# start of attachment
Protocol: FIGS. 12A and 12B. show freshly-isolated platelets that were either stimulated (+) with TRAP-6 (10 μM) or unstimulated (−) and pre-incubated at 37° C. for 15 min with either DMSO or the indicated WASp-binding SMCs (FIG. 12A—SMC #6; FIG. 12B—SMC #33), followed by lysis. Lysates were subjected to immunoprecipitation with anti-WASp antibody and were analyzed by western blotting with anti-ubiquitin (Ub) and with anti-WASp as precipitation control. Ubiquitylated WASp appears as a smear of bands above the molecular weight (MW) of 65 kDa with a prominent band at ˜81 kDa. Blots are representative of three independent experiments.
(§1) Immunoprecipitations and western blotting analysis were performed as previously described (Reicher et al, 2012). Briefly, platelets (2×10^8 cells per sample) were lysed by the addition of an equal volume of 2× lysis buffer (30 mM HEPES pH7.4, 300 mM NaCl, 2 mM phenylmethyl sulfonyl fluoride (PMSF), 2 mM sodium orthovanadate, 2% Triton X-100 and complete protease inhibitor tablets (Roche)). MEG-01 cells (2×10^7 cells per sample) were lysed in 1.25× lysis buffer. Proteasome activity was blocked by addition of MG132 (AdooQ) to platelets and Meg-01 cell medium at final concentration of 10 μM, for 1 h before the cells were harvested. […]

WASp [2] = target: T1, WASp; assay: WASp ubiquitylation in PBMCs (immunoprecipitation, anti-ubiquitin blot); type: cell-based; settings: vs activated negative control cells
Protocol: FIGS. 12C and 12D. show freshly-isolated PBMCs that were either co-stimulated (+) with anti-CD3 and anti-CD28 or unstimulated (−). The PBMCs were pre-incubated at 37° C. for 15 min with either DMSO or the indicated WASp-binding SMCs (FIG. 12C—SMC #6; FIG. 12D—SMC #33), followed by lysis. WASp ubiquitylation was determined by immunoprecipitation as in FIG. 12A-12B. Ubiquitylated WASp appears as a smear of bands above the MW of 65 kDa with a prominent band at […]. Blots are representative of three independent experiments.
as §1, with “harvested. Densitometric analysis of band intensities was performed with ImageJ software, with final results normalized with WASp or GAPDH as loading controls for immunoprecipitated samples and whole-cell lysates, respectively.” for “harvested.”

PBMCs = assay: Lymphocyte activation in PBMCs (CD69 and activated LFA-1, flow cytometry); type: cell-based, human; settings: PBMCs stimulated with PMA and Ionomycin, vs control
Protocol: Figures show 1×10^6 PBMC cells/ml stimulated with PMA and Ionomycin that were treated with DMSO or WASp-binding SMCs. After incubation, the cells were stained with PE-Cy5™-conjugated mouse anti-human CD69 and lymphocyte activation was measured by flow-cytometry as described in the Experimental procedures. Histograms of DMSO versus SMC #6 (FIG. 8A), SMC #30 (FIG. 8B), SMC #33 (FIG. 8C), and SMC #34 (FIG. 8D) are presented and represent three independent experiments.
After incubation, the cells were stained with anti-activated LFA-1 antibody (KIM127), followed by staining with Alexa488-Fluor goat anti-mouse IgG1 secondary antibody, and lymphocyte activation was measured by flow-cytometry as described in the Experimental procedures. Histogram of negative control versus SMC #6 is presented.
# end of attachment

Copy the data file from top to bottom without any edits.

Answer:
Protocol: FIGS. 12A and 12B. show freshly-isolated platelets that were either stimulated (+) with TRAP-6 (10 μM) or unstimulated (−) and pre-incubated at 37° C. for 15 min with either DMSO or the indicated WASp-binding SMCs (FIG. 12A—SMC #6; FIG. 12B—SMC #33), followed by lysis. Lysates were subjected to immunoprecipitation with anti-WASp antibody and were analyzed by western blotting with anti-ubiquitin (Ub) and with anti-WASp as precipitation control. Ubiquitylated WASp appears as a smear of bands above the molecular weight (MW) of 65 kDa with a prominent band at ˜81 kDa. Blots are representative of three independent experiments.
(§1) Immunoprecipitations and western blotting analysis were performed as previously described (Reicher et al, 2012). Briefly, platelets (2×10^8 cells per sample) were lysed by the addition of an equal volume of 2× lysis buffer (30 mM HEPES pH7.4, 300 mM NaCl, 2 mM phenylmethyl sulfonyl fluoride (PMSF), 2 mM sodium orthovanadate, 2% Triton X-100 and complete protease inhibitor tablets (Roche)). MEG-01 cells (2×10^7 cells per sample) were lysed in 1.25× lysis buffer. Proteasome activity was blocked by addition of MG132 (AdooQ) to platelets and Meg-01 cell medium at final concentration of 10 μM, for 1 h before the cells were harvested. […]

WASp [2] = target: T1, WASp; assay: WASp ubiquitylation in PBMCs (immunoprecipitation, anti-ubiquitin blot); type: cell-based; settings: vs activated negative control cells
Protocol: FIGS. 12C and 12D. show freshly-isolated PBMCs that were either co-stimulated (+) with anti-CD3 and anti-CD28 or unstimulated (−). The PBMCs were pre-incubated at 37° C. for 15 min with either DMSO or the indicated WASp-binding SMCs (FIG. 12C—SMC #6; FIG. 12D—SMC #33), followed by lysis. WASp ubiquitylation was determined by immunoprecipitation as in FIG. 12A-12B. Ubiquitylated WASp appears as a smear of bands above the MW of 65 kDa with a prominent band at […]. Blots are representative of three independent experiments.
as §1, with “harvested. Densitometric analysis of band intensities was performed with ImageJ software, with final results normalized with WASp or GAPDH as loading controls for immunoprecipitated samples and whole-cell lysates, respectively.” for “harvested.”

PBMCs = assay: Lymphocyte activation in PBMCs (CD69 and activated LFA-1, flow cytometry); type: cell-based, human; settings: PBMCs stimulated with PMA and Ionomycin, vs control
Protocol: Figures show 1×10^6 PBMC cells/ml stimulated with PMA and Ionomycin that were treated with DMSO or WASp-binding SMCs. After incubation, the cells were stained with PE-Cy5™-conjugated mouse anti-human CD69 and lymphocyte activation was measured by flow-cytometry as described in the Experimental procedures. Histograms of DMSO versus SMC #6 (FIG. 8A), SMC #30 (FIG. 8B), SMC #33 (FIG. 8C), and SMC #34 (FIG. 8D) are presented and represent three independent experiments.
After incubation, the cells were stained with anti-activated LFA-1 antibody (KIM127), followed by staining with Alexa488-Fluor goat anti-mouse IgG1 secondary antibody, and lymphocyte activation was measured by flow-cytometry as described in the Experimental procedures. Histogram of negative control versus SMC #6 is presented.